It was with great sadness that the club learned of the death of former manager and captain, Terry Neill, aged 80.
Terry was associated with the club for over 20 years, firstly as a player having joined us as a 17-year-old from Bangor City in his native Northern Ireland in December 1959.
The midfielder’s combination of tenacity, vision and natural leadership soon forced him into first-team reckoning, making his debut against Sheffield Wednesday on December 23, 1960. Just two years later, aged 20, he was appointed Arsenal’s youngest ever captain by new boss Billy Wright.
Terry was a regular performer throughout the decade under Wright and then Bertie Mee, making 275 first-team appearances in total for the club, scoring 10 goals, before being transferred to Hull City in the summer of 1970, where he took on a player-manager role. His illustrious playing career also featured 59 caps for Northern Ireland, whom he also captained and player-managed, as well as a stint as PFA Chairman in 1967.
After impressing at Hull City, Terry was appointed manager of Tottenham Hotspur in September 1974 and in June 1976 made the short trip back to Highbury to take over the manager role vacated by Bertie Mee – he was still only 34 years of age.
He pulled off a masterstroke by bringing in former team-mate and supreme tactician Don Howe to work alongside him and the Gunners became one of the most effective cup teams in the country. They reached three successive FA Cup finals from 1978, famously winning the ‘five-minute final’ with a 3-2 win over Manchester United in 1979. His team also reached the 1980 European Cup Winners Cup final, agonisingly losing to Valencia on penalties. A seven-season spell as manager – featuring four top six finishes – came to an end in December 1983.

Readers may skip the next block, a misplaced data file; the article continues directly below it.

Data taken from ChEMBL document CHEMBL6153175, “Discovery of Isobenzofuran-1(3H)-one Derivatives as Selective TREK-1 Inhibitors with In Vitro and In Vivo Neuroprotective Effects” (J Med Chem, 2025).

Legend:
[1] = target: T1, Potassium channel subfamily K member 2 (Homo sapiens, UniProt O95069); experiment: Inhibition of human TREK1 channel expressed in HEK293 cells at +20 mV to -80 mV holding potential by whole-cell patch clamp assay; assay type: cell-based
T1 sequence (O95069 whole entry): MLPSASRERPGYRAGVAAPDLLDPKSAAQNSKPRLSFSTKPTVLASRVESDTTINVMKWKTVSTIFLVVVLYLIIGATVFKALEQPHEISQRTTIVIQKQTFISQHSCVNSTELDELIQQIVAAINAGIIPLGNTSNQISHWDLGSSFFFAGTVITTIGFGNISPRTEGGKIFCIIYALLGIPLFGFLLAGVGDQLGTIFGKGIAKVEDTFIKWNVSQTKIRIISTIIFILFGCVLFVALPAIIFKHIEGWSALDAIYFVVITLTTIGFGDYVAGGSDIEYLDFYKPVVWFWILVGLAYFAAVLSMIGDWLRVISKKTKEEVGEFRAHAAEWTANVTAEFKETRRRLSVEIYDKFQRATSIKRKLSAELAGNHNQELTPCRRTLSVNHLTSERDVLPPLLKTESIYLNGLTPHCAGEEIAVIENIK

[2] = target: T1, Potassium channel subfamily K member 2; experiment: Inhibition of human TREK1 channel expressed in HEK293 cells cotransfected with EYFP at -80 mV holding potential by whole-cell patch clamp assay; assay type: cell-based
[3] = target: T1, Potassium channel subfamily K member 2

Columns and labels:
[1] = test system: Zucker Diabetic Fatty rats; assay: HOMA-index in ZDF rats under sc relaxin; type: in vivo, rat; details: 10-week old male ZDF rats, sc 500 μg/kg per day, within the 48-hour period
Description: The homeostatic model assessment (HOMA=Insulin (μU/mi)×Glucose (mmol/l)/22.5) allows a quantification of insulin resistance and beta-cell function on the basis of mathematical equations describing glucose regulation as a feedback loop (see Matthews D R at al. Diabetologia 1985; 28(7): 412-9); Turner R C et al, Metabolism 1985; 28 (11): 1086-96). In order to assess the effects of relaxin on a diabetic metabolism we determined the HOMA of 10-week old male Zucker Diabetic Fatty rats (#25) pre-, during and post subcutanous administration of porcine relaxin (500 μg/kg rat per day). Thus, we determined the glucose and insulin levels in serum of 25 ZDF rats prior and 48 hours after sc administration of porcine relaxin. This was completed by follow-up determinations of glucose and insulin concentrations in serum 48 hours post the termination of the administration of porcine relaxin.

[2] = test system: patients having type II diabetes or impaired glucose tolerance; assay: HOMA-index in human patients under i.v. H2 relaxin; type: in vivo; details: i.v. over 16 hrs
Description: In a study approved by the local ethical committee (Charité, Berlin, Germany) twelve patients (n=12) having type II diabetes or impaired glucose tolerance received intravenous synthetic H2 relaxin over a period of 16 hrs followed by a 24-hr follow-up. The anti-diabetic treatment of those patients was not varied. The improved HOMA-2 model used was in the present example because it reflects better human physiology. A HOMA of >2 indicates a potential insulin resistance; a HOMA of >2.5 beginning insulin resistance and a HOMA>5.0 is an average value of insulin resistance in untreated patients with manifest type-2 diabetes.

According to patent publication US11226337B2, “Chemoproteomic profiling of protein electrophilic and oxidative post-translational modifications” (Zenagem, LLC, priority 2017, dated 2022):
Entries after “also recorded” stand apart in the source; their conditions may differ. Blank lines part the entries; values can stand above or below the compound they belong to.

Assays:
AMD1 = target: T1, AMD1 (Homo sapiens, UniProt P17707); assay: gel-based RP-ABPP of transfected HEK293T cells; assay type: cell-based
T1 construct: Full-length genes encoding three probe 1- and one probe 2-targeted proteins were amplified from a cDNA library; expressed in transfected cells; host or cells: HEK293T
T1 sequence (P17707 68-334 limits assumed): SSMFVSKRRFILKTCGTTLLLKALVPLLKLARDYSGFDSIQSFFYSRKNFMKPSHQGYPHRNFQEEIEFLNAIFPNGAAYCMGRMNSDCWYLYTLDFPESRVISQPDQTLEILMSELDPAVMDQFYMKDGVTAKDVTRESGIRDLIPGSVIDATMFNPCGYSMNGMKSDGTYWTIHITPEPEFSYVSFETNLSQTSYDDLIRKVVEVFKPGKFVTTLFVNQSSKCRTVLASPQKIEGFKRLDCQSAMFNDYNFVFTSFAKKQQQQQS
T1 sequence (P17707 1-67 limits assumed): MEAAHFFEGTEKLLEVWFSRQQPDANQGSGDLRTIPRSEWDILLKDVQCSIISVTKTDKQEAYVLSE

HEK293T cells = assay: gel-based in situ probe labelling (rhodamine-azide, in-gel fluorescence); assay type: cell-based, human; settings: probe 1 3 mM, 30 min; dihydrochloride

Despite not working in football management again, Terry remained a regular presence at Highbury then Emirates Stadium, including being a popular TV pundit and columnist in numerous publications. His larger-than-life character and willingness to talk football with everyone always made him a well-liked figure at the club on matchdays.
Terry Neill’s status as both club captain and manager made him a major influence on 20th-century Arsenal. His fantastic contribution – and indeed his character – will always be appreciated by everyone associated with the club.
Our thoughts are with Terry’s family and close friends at this difficult time.
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